|Kelli Holsopple in ELECTRA. Photo by Gerry Goodstein.|
For its first work in 2011, Phoenix revived Euripides’ Iphigenia at Aulis. Helen, the wife of Menelaos, King of Sparta, had run off to Troy with Paris, a Trojan prince, and all of the leaders of Greece, including Agamemnon, Menelaos’ brother, joined in a war against Troy to retrieve her. Agamemnon was the commander of the Greek forces but the goddess Artemis has withheld the winds so that they are unable to sail for Troy. In exchange for allowing the Greek troops to sail, Artemis has demanded the sacrifice of Iphigenia, Agamemnon’s daughter. The play ends with Iphigenia being sacrificed and the Greeks setting sail for Troy.
For its next work in 2012, Phoenix opted not to revive Aeschylus’ Agamemnon, but rather to launch the world premiere production of Agamemnon Home, a play by Glyn Maxwell that was based on the original tragedy by Aeschylus but took considerable liberties with it. It is a decade later and Agamemnon, no longer the heroic figure we’d come to expect, is returning home with his men. In his absence, Clytemnestra, his wife and Iphigenia’s mother, has hooked up with Aegisthus, Agamemnon’s cousin. After Agamemnon and Cassandra, his concubine and war prize, wash ashore, it only remains for Clytemnestra to resolve her relationship with Aegisthus and wreak vengeance on Agamemnon for having killed their daughter.
The 2011 production of Iphigenia in Aulis, relying on a fine translation of Euripides tragedy, proved to be an excellent revival of a Greek classic. The 2012 production of Agamemnon Home, on the other hand, was not a revival per se but rather was a re-working of the original Aeschylus theme. As one who generally prefers not to see the classics tinkered with, I preferred the Iphigenia in Aulis production but I must admit that Agamemnon Home was still so good in its own right that I certainly enjoyed that one as well.
Now, for its third and final production in the trilogy, Phoenix has again staged a revival of an original Greek tragedy – this time Sophocles’ Electra in the translation by Anne Carson. We have now come full circle: Agamemnon sacrificed Iphigenia in Iphigenia in Aulis, Clytemnestra avenged Iphigenia’s death by killing Agamemnon in Agamemnon Home, and now, in Electra, it only remains for one or more of Agamemnon’s and Clytemnestra’s children – Electra (Kelli Holsopple), Chrysothemis (Morgan Rosse), and/or Orestes (Josh Tyson) – to avenge Agamemnon’s death by killing their mother, Clytemnestra (Page Clements).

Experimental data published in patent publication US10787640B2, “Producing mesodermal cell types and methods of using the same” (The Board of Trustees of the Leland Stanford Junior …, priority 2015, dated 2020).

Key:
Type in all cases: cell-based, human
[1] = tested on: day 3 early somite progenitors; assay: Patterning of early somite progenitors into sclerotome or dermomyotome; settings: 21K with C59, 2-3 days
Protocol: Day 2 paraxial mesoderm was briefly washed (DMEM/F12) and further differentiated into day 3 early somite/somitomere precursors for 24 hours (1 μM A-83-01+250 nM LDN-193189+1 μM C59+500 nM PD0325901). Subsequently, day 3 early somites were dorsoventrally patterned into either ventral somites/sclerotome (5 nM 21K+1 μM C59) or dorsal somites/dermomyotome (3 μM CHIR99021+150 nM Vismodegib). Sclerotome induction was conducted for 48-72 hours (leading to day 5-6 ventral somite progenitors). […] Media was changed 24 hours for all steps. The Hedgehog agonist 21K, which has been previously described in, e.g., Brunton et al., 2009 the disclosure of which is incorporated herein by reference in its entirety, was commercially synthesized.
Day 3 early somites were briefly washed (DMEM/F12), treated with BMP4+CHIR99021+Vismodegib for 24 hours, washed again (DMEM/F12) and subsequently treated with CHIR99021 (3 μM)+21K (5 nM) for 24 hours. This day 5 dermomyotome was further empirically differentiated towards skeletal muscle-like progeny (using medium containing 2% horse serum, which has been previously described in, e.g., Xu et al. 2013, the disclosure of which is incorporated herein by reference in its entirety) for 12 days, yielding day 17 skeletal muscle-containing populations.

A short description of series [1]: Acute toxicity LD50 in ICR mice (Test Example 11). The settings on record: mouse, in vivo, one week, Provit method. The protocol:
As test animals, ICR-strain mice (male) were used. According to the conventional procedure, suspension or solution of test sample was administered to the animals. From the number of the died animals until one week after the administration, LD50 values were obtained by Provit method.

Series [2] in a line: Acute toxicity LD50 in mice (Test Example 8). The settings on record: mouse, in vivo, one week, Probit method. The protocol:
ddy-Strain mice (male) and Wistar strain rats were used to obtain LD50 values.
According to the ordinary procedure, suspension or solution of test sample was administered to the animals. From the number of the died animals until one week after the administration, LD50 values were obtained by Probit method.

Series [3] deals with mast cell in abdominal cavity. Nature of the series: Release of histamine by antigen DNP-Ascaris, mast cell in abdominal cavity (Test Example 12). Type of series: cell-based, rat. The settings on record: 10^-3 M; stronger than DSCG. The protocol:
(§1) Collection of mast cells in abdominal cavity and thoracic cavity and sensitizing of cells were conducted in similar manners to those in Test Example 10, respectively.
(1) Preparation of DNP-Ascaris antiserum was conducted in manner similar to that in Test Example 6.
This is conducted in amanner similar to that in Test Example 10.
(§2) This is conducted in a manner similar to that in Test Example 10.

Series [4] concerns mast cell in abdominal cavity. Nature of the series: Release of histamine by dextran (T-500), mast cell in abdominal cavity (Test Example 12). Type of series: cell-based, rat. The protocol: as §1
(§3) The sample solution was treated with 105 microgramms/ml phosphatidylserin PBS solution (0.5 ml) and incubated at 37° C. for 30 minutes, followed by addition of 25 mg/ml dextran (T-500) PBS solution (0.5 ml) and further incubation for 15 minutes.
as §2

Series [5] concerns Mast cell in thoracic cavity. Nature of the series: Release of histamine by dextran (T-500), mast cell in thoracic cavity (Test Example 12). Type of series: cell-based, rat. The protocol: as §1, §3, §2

Electra is consumed with the desire to avenge her father’s death by matricide but, as a woman, her opportunities to achieve her objective are limited. Her sister, Chrysothemis, shares Electra’s goal but is not nearly as obsessed by it as Electra is. And so the sisters hopefully await the return of their exiled brother, Orestes, who should be capable of accomplishing their goal. Orestes ultimately does arrive and the deed is done.
Unfortunately (since this is the only one of the three plays still running), I found Electra to be the least satisfying of the three. Running time for the show is listed at 90 minutes but the performance I attended ran closer to 110 minutes and much of the excess I thought derived from unnecessary repetitive verbosity in the initial scenes. Amy Wagner directed all three plays and Kelli Holsopple is a truly fine actress (she played Iphigenia in Iphigenia in Aulis and Cassandra in Agamemnon Home) and Ms Wagner and Ms Holsopple teamed up to do a fine job on the first two-thirds of this trilogy but, for what it’s worth, I think they went off the rails a bit on this one. In Electra, I found Ms Holsopple’s performance to be excessively histrionic; indeed, she almost literally bounces off the walls.
But all things are relative and. as a whole, the Phoenix Theatre Ensemble is so professional a troupe that even this lesser production is still worth seeing. Ms. Clements, in particular, does a fine job in her portrayal of Clytemnestra and Joseph J. Menino is delightful as Pedagogus, Orestes’ servant, former tutor, and traveling companion.